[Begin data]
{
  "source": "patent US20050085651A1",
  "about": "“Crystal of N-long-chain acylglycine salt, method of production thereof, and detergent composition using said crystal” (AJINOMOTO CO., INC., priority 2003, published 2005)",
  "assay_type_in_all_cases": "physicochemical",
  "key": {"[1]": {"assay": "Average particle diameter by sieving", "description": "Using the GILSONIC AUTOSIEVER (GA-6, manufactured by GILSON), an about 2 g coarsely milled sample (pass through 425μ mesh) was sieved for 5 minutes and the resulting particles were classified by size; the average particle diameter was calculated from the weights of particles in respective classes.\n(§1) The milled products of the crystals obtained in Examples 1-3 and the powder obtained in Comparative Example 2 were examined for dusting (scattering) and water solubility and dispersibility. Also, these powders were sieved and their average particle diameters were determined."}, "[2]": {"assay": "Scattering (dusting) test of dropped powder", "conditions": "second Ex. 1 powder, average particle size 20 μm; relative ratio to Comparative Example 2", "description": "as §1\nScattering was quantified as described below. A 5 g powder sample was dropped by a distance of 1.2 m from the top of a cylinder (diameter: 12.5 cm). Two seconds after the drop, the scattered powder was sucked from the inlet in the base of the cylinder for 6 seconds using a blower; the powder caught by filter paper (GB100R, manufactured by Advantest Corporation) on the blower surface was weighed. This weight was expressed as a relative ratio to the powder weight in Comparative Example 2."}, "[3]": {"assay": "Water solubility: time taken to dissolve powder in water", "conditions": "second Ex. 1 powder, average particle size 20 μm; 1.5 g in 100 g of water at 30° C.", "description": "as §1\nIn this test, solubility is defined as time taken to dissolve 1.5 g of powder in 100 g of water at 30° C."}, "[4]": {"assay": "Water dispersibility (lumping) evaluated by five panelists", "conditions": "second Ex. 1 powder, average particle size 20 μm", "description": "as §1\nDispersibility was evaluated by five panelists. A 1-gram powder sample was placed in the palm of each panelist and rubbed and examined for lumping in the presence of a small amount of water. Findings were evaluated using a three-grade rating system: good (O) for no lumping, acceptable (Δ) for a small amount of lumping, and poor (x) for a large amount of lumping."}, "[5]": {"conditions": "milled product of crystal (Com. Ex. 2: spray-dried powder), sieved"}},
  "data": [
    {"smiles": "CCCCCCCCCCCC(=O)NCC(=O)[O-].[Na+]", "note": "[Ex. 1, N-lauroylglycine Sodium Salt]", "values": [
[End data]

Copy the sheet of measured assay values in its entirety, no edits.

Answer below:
{
  "source": "patent US20050085651A1",
  "about": "“Crystal of N-long-chain acylglycine salt, method of production thereof, and detergent composition using said crystal” (AJINOMOTO CO., INC., priority 2003, published 2005)",
  "assay_type_in_all_cases": "physicochemical",
  "key": {"[1]": {"assay": "Average particle diameter by sieving", "description": "Using the GILSONIC AUTOSIEVER (GA-6, manufactured by GILSON), an about 2 g coarsely milled sample (pass through 425μ mesh) was sieved for 5 minutes and the resulting particles were classified by size; the average particle diameter was calculated from the weights of particles in respective classes.\n(§1) The milled products of the crystals obtained in Examples 1-3 and the powder obtained in Comparative Example 2 were examined for dusting (scattering) and water solubility and dispersibility. Also, these powders were sieved and their average particle diameters were determined."}, "[2]": {"assay": "Scattering (dusting) test of dropped powder", "conditions": "second Ex. 1 powder, average particle size 20 μm; relative ratio to Comparative Example 2", "description": "as §1\nScattering was quantified as described below. A 5 g powder sample was dropped by a distance of 1.2 m from the top of a cylinder (diameter: 12.5 cm). Two seconds after the drop, the scattered powder was sucked from the inlet in the base of the cylinder for 6 seconds using a blower; the powder caught by filter paper (GB100R, manufactured by Advantest Corporation) on the blower surface was weighed. This weight was expressed as a relative ratio to the powder weight in Comparative Example 2."}, "[3]": {"assay": "Water solubility: time taken to dissolve powder in water", "conditions": "second Ex. 1 powder, average particle size 20 μm; 1.5 g in 100 g of water at 30° C.", "description": "as §1\nIn this test, solubility is defined as time taken to dissolve 1.5 g of powder in 100 g of water at 30° C."}, "[4]": {"assay": "Water dispersibility (lumping) evaluated by five panelists", "conditions": "second Ex. 1 powder, average particle size 20 μm", "description": "as §1\nDispersibility was evaluated by five panelists. A 1-gram powder sample was placed in the palm of each panelist and rubbed and examined for lumping in the presence of a small amount of water. Findings were evaluated using a three-grade rating system: good (O) for no lumping, acceptable (Δ) for a small amount of lumping, and poor (x) for a large amount of lumping."}, "[5]": {"conditions": "milled product of crystal (Com. Ex. 2: spray-dried powder), sieved"}},
  "data": [
    {"smiles": "CCCCCCCCCCCC(=O)NCC(=O)[O-].[Na+]", "note": "[Ex. 1, N-lauroylglycine Sodium Salt]", "values": [